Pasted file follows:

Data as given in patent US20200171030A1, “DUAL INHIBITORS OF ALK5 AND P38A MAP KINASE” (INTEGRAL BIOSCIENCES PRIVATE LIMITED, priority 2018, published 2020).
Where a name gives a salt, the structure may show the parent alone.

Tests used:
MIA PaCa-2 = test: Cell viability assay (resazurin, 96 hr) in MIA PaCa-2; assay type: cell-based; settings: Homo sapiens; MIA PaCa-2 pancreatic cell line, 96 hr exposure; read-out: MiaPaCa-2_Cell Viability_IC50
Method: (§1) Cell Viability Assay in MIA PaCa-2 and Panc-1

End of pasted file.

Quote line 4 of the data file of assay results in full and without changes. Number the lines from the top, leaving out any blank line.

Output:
MIA PaCa-2 = test: Cell viability assay (resazurin, 96 hr) in MIA PaCa-2; assay type: cell-based; settings: Homo sapiens; MIA PaCa-2 pancreatic cell line, 96 hr exposure; read-out: MiaPaCa-2_Cell Viability_IC50